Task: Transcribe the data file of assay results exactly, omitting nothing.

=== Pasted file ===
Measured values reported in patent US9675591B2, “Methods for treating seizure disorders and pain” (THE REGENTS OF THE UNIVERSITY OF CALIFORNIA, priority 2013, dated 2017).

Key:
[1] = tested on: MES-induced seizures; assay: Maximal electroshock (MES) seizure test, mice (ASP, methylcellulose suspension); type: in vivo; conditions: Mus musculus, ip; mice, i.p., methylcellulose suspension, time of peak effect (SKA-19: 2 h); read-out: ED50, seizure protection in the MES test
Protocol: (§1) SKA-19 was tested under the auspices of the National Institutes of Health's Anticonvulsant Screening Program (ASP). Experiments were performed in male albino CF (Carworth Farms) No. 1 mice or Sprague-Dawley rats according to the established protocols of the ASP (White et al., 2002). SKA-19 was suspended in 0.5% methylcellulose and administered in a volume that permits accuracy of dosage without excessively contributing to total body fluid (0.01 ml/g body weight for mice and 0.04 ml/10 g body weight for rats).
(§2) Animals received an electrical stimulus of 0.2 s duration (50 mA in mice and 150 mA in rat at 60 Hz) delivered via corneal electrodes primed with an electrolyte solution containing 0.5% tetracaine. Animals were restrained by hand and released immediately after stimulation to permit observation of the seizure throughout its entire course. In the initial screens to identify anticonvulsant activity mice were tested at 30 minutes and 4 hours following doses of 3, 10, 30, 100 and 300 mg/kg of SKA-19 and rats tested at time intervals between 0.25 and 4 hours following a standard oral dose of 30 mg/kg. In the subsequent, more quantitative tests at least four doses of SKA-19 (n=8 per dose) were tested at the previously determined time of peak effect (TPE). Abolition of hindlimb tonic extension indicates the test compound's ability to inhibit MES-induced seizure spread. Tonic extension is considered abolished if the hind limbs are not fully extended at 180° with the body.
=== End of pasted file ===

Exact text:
Measured values reported in patent US9675591B2, “Methods for treating seizure disorders and pain” (THE REGENTS OF THE UNIVERSITY OF CALIFORNIA, priority 2013, dated 2017).

Key:
[1] = tested on: MES-induced seizures; assay: Maximal electroshock (MES) seizure test, mice (ASP, methylcellulose suspension); type: in vivo; conditions: Mus musculus, ip; mice, i.p., methylcellulose suspension, time of peak effect (SKA-19: 2 h); read-out: ED50, seizure protection in the MES test
Protocol: (§1) SKA-19 was tested under the auspices of the National Institutes of Health's Anticonvulsant Screening Program (ASP). Experiments were performed in male albino CF (Carworth Farms) No. 1 mice or Sprague-Dawley rats according to the established protocols of the ASP (White et al., 2002). SKA-19 was suspended in 0.5% methylcellulose and administered in a volume that permits accuracy of dosage without excessively contributing to total body fluid (0.01 ml/g body weight for mice and 0.04 ml/10 g body weight for rats).
(§2) Animals received an electrical stimulus of 0.2 s duration (50 mA in mice and 150 mA in rat at 60 Hz) delivered via corneal electrodes primed with an electrolyte solution containing 0.5% tetracaine. Animals were restrained by hand and released immediately after stimulation to permit observation of the seizure throughout its entire course. In the initial screens to identify anticonvulsant activity mice were tested at 30 minutes and 4 hours following doses of 3, 10, 30, 100 and 300 mg/kg of SKA-19 and rats tested at time intervals between 0.25 and 4 hours following a standard oral dose of 30 mg/kg. In the subsequent, more quantitative tests at least four doses of SKA-19 (n=8 per dose) were tested at the previously determined time of peak effect (TPE). Abolition of hindlimb tonic extension indicates the test compound's ability to inhibit MES-induced seizure spread. Tonic extension is considered abolished if the hind limbs are not fully extended at 180° with the body.